Submitted to: Journal of Horticultural Science and Biotechnology
Publication Type: Peer Reviewed Journal
Publication Acceptance Date: February 13, 2014
Publication Date: July 8, 2014
Citation: Bryla, D.R., Scagel, C.F. 2014. Salinity limits to shoot and root growth and nutrient uptake in ‘Honeoye’ strawberry. Journal of Horticultural Science and Biotechnology. 89:458-470. Interpretive Summary: The objectives of the present study were to determine salinity thresholds for strawberry and identify levels that limit shoot and root growth and lead to leaf tissue necrosis. The thresholds are needed not only for soil site selection but also to develop better irrigation and nutrient management practices for commercial strawberry production. The work was focused primarily on vegetative growth and propagation in the plants and not on flowering and fruit production. Plant tolerance to salinity often varies according to the growth stages at which salinization is initiated and to the final level of salinity reached. Leaf number, crown size, and initial plant weight all influence yield and fruit quality in strawberry. Successful fruit production is thus highly dependent on vegetative growth. Strawberry also propagates readily by formation of stolons (runners) that root and form new daughter plants. Daughter plants are commonly propagated for commercial production, initially in a greenhouse or screenhouse as plug plants and later in a field nursery. Runners are also the primary yield component when the plants are grown in matted row production systems. Therefore, the impact of salinity on production of stolons and daughter plants is likewise important in strawberry. The results of the study indicated that for optimum growth and runner production, water and nutrient management practices should be managed to maintain electrical conductivity (a measure of salinity) of soil or nutrient solution to < 1.3 dS/m during the first 3 months after planting and no higher than 3.4 dS/m once the plants mature. Higher levels of salinity reduced shoot growth and uptake of many nutrients, particularly by runners and daughter plants, but a mild level of salinity stimulated root growth, particularly of the feeder roots. Salinity also caused marginal leaf necrosis on the mother plants within 35 days and on the new daughter plants within 80 days. Effects of salinity on flowering and fruit development will be examined in a following study.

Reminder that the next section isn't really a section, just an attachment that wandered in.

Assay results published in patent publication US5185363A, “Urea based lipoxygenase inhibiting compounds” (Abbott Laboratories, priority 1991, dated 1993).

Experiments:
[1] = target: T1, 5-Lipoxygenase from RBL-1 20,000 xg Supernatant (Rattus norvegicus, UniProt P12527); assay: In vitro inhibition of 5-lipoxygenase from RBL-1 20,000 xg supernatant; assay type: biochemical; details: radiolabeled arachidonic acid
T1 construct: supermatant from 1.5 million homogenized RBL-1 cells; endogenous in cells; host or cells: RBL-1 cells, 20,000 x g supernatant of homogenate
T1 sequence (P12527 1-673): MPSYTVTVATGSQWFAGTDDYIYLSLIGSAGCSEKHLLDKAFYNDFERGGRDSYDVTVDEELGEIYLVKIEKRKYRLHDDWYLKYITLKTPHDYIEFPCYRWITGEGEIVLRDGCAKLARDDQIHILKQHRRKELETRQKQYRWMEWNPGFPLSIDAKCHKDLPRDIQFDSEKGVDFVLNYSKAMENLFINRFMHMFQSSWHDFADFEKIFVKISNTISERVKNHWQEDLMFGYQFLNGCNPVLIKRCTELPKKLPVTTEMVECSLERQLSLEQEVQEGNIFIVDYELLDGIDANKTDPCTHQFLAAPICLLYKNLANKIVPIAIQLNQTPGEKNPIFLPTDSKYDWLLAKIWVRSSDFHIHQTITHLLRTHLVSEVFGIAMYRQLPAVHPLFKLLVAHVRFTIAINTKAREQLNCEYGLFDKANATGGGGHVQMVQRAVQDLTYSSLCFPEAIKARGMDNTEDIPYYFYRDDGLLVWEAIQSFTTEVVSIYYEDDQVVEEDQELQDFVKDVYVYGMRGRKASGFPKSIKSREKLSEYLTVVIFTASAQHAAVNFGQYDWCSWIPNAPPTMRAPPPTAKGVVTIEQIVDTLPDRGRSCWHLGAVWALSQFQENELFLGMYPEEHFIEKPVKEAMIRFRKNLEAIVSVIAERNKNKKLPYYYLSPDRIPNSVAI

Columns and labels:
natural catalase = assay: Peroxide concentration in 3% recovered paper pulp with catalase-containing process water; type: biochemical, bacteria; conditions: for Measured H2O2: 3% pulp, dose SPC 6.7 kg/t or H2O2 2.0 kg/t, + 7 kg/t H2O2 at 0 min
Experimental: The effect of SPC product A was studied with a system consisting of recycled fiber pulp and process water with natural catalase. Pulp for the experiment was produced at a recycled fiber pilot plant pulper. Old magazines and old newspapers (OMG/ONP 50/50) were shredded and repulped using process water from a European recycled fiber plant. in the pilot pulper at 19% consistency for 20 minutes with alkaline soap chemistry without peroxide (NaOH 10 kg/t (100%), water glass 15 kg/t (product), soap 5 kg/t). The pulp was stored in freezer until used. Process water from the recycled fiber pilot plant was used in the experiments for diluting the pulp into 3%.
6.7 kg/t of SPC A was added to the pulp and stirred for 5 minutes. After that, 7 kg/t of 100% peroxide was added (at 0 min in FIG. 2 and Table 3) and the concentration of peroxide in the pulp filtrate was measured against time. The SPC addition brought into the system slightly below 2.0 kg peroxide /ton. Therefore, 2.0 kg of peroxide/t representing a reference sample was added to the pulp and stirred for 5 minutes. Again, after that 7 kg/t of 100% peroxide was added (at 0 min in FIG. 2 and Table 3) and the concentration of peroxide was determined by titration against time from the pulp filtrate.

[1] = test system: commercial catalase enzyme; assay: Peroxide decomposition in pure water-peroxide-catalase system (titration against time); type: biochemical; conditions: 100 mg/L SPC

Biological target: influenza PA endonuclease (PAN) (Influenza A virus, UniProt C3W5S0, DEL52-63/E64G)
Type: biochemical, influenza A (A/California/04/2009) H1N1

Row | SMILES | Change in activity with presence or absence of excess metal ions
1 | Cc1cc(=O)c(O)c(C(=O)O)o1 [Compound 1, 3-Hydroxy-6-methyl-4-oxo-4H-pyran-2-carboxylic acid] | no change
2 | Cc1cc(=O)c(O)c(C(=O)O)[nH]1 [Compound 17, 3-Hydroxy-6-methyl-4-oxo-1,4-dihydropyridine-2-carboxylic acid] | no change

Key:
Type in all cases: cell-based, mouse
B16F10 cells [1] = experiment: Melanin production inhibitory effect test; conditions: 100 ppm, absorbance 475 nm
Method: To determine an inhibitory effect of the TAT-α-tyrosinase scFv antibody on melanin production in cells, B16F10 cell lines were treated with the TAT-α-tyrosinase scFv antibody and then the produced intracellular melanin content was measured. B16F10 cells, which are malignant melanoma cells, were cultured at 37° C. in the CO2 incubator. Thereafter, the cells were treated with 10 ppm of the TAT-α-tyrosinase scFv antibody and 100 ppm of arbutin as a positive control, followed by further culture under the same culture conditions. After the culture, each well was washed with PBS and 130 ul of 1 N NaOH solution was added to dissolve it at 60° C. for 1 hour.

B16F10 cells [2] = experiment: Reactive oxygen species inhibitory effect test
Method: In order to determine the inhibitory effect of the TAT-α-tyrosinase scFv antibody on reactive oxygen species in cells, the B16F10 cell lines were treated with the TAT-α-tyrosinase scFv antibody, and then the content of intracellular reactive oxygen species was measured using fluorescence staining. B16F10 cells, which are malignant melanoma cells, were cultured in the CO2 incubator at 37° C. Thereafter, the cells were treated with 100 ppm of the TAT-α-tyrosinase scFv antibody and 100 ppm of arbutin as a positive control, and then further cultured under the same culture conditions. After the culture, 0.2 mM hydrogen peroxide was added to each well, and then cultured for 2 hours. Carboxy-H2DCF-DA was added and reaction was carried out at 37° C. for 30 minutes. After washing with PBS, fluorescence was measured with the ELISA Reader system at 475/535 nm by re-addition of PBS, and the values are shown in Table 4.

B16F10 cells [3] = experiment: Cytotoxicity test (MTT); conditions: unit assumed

Technical Abstract: A study was done to identify salinity thresholds that limit shoot and root development and lead to leaf tissue necrosis in strawberry. Plants were exposed to five levels of salinity from CaCl2 mixed with nutrient solution. Electrical conductivity (EC) of the solutions ranged from 0.3-3.7 dS/m initially but was increased to 0.4-8.8 dS/m after 90 d to adjust for plant growth. Salinity had no effect on dry weight (DW) of leaves, the crown, or mature primary roots, but levels > 2.2 dS/m reduced DW of stolons and new daughter plants within 87 d. The same level of salinity reduced DW of new primary roots within 114 d but a mild level of 1.3 dS/m initially, and 3.4 dS/m after 90 d, increased DW of the feeder roots. Salinity also reduced stomatal conductance and leaf chlorophyll and resulted in marginal leaf necrosis by 35 d in the higher treatments. The percentage of leaves with necrotic tips increased linearly with salinity level and within 114 d was 40-60% at 3.4-5.7 dS/m and 85-90% at 7.5-8.8 dS/m. Leaf necrosis was likewise observed on the daughter plants by 80 d of treatment and, in this case at 114 d, occurred on 40-80% of the new plants at the lower salinity levels and on 100% at the higher levels. Not surprisingly, CaCl2 in the salinity treatments increased accumulation of Ca in each plant part, but also increased other nutrients, including Fe in leaves, stolons, and daughter plants, B in daughter plants, and Zn in the crown, daughter plants, and feeder roots. Most of the other nutrients measured were reduced by salinity, however, including N in stolons, daughter plants, new primary roots, and feeder roots, P and Mn in all but the feeder roots, K in all but the leaves, Mg in all parts but the crown, S in daughter plants and each root part, and B and Zn in new primary roots. These results indicate that for optimum growth and runner production in strawberry, water and nutrient management practices should be managed to maintain EC < 1.3 dS/m during the first 3 months after planting and no > 3.4 dS/m once the plants mature.